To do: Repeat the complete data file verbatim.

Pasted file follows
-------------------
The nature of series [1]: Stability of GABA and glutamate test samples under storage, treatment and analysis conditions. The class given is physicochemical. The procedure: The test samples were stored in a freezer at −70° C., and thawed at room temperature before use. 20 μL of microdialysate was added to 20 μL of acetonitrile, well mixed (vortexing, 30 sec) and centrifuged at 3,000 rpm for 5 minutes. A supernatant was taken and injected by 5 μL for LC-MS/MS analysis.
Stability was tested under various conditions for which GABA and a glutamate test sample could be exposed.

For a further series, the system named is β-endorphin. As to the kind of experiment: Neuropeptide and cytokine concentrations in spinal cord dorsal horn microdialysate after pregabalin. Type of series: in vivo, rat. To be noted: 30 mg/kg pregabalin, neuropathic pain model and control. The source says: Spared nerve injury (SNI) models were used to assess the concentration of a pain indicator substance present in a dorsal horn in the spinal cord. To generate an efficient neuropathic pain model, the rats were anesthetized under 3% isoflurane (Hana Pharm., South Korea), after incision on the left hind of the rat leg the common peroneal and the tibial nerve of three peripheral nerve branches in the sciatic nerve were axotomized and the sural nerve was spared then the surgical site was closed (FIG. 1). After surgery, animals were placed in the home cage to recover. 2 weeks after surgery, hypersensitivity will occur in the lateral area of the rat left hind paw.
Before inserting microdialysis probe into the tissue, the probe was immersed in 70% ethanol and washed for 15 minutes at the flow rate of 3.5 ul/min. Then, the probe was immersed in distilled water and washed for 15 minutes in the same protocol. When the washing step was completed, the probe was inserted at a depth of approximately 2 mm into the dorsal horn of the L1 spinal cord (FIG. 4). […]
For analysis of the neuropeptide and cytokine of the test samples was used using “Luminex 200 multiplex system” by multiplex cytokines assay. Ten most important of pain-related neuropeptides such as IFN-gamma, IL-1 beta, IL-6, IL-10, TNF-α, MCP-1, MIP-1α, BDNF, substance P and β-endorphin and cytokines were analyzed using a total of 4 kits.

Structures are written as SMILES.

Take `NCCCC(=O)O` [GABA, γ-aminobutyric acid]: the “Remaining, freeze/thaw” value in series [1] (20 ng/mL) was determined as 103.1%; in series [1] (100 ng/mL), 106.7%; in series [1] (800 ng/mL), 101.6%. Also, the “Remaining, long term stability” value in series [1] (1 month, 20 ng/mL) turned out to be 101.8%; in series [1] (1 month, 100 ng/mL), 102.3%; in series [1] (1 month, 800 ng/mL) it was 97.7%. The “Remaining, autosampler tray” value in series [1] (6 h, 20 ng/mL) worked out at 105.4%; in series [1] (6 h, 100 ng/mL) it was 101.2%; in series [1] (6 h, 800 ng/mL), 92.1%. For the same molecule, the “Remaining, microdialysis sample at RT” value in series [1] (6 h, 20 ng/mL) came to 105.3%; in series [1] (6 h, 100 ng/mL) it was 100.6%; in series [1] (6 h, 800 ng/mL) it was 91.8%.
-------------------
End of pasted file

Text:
The nature of series [1]: Stability of GABA and glutamate test samples under storage, treatment and analysis conditions. The class given is physicochemical. The procedure: The test samples were stored in a freezer at −70° C., and thawed at room temperature before use. 20 μL of microdialysate was added to 20 μL of acetonitrile, well mixed (vortexing, 30 sec) and centrifuged at 3,000 rpm for 5 minutes. A supernatant was taken and injected by 5 μL for LC-MS/MS analysis.
Stability was tested under various conditions for which GABA and a glutamate test sample could be exposed.

For a further series, the system named is β-endorphin. As to the kind of experiment: Neuropeptide and cytokine concentrations in spinal cord dorsal horn microdialysate after pregabalin. Type of series: in vivo, rat. To be noted: 30 mg/kg pregabalin, neuropathic pain model and control. The source says: Spared nerve injury (SNI) models were used to assess the concentration of a pain indicator substance present in a dorsal horn in the spinal cord. To generate an efficient neuropathic pain model, the rats were anesthetized under 3% isoflurane (Hana Pharm., South Korea), after incision on the left hind of the rat leg the common peroneal and the tibial nerve of three peripheral nerve branches in the sciatic nerve were axotomized and the sural nerve was spared then the surgical site was closed (FIG. 1). After surgery, animals were placed in the home cage to recover. 2 weeks after surgery, hypersensitivity will occur in the lateral area of the rat left hind paw.
Before inserting microdialysis probe into the tissue, the probe was immersed in 70% ethanol and washed for 15 minutes at the flow rate of 3.5 ul/min. Then, the probe was immersed in distilled water and washed for 15 minutes in the same protocol. When the washing step was completed, the probe was inserted at a depth of approximately 2 mm into the dorsal horn of the L1 spinal cord (FIG. 4). […]
For analysis of the neuropeptide and cytokine of the test samples was used using “Luminex 200 multiplex system” by multiplex cytokines assay. Ten most important of pain-related neuropeptides such as IFN-gamma, IL-1 beta, IL-6, IL-10, TNF-α, MCP-1, MIP-1α, BDNF, substance P and β-endorphin and cytokines were analyzed using a total of 4 kits.

Structures are written as SMILES.

Take `NCCCC(=O)O` [GABA, γ-aminobutyric acid]: the “Remaining, freeze/thaw” value in series [1] (20 ng/mL) was determined as 103.1%; in series [1] (100 ng/mL), 106.7%; in series [1] (800 ng/mL), 101.6%. Also, the “Remaining, long term stability” value in series [1] (1 month, 20 ng/mL) turned out to be 101.8%; in series [1] (1 month, 100 ng/mL), 102.3%; in series [1] (1 month, 800 ng/mL) it was 97.7%. The “Remaining, autosampler tray” value in series [1] (6 h, 20 ng/mL) worked out at 105.4%; in series [1] (6 h, 100 ng/mL) it was 101.2%; in series [1] (6 h, 800 ng/mL), 92.1%. For the same molecule, the “Remaining, microdialysis sample at RT” value in series [1] (6 h, 20 ng/mL) came to 105.3%; in series [1] (6 h, 100 ng/mL) it was 100.6%; in series [1] (6 h, 800 ng/mL) it was 91.8%.